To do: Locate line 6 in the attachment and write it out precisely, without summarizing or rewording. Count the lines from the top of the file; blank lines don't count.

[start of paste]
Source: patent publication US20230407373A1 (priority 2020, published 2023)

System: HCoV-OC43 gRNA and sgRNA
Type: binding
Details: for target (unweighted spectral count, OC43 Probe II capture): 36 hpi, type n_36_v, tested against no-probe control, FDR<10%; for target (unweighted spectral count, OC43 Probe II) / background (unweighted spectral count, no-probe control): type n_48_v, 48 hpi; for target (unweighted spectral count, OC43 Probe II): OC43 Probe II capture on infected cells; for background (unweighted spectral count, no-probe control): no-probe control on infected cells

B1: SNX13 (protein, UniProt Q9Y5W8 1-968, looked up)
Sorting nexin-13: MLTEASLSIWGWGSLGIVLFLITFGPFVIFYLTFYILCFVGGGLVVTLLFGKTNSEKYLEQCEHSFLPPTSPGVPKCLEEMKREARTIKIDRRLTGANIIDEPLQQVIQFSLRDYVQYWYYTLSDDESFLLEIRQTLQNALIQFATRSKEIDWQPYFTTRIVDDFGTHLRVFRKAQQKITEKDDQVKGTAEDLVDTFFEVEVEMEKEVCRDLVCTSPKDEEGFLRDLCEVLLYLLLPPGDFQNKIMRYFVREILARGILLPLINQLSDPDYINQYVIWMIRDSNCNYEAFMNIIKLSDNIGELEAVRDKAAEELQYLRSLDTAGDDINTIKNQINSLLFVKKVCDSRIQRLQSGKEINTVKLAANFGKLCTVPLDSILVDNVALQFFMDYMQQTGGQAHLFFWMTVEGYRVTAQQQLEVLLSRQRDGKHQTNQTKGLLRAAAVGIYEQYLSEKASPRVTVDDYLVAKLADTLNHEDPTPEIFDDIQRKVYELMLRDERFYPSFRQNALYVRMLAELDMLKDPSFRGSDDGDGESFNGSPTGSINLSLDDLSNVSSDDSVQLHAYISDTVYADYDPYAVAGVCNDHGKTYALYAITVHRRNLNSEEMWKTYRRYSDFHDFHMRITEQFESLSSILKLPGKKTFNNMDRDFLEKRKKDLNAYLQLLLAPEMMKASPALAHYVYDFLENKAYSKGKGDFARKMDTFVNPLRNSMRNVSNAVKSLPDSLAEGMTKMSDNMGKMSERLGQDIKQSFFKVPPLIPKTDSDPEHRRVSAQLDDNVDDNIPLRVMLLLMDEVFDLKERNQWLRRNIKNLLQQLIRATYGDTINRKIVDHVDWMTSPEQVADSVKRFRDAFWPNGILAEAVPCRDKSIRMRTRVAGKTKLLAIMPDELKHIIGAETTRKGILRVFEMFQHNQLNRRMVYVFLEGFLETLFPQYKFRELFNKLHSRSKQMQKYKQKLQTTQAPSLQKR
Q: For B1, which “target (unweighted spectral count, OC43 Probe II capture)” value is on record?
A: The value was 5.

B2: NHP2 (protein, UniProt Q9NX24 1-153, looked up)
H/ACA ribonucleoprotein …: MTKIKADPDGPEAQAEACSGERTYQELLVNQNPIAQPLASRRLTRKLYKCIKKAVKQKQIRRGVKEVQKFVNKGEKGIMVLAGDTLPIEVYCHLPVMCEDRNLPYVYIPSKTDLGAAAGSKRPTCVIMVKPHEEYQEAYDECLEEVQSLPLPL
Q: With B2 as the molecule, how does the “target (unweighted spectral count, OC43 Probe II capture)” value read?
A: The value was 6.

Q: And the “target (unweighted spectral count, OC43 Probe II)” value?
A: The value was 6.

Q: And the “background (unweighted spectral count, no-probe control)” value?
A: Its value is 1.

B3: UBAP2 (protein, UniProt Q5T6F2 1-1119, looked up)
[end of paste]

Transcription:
Sorting nexin-13: MLTEASLSIWGWGSLGIVLFLITFGPFVIFYLTFYILCFVGGGLVVTLLFGKTNSEKYLEQCEHSFLPPTSPGVPKCLEEMKREARTIKIDRRLTGANIIDEPLQQVIQFSLRDYVQYWYYTLSDDESFLLEIRQTLQNALIQFATRSKEIDWQPYFTTRIVDDFGTHLRVFRKAQQKITEKDDQVKGTAEDLVDTFFEVEVEMEKEVCRDLVCTSPKDEEGFLRDLCEVLLYLLLPPGDFQNKIMRYFVREILARGILLPLINQLSDPDYINQYVIWMIRDSNCNYEAFMNIIKLSDNIGELEAVRDKAAEELQYLRSLDTAGDDINTIKNQINSLLFVKKVCDSRIQRLQSGKEINTVKLAANFGKLCTVPLDSILVDNVALQFFMDYMQQTGGQAHLFFWMTVEGYRVTAQQQLEVLLSRQRDGKHQTNQTKGLLRAAAVGIYEQYLSEKASPRVTVDDYLVAKLADTLNHEDPTPEIFDDIQRKVYELMLRDERFYPSFRQNALYVRMLAELDMLKDPSFRGSDDGDGESFNGSPTGSINLSLDDLSNVSSDDSVQLHAYISDTVYADYDPYAVAGVCNDHGKTYALYAITVHRRNLNSEEMWKTYRRYSDFHDFHMRITEQFESLSSILKLPGKKTFNNMDRDFLEKRKKDLNAYLQLLLAPEMMKASPALAHYVYDFLENKAYSKGKGDFARKMDTFVNPLRNSMRNVSNAVKSLPDSLAEGMTKMSDNMGKMSERLGQDIKQSFFKVPPLIPKTDSDPEHRRVSAQLDDNVDDNIPLRVMLLLMDEVFDLKERNQWLRRNIKNLLQQLIRATYGDTINRKIVDHVDWMTSPEQVADSVKRFRDAFWPNGILAEAVPCRDKSIRMRTRVAGKTKLLAIMPDELKHIIGAETTRKGILRVFEMFQHNQLNRRMVYVFLEGFLETLFPQYKFRELFNKLHSRSKQMQKYKQKLQTTQAPSLQKR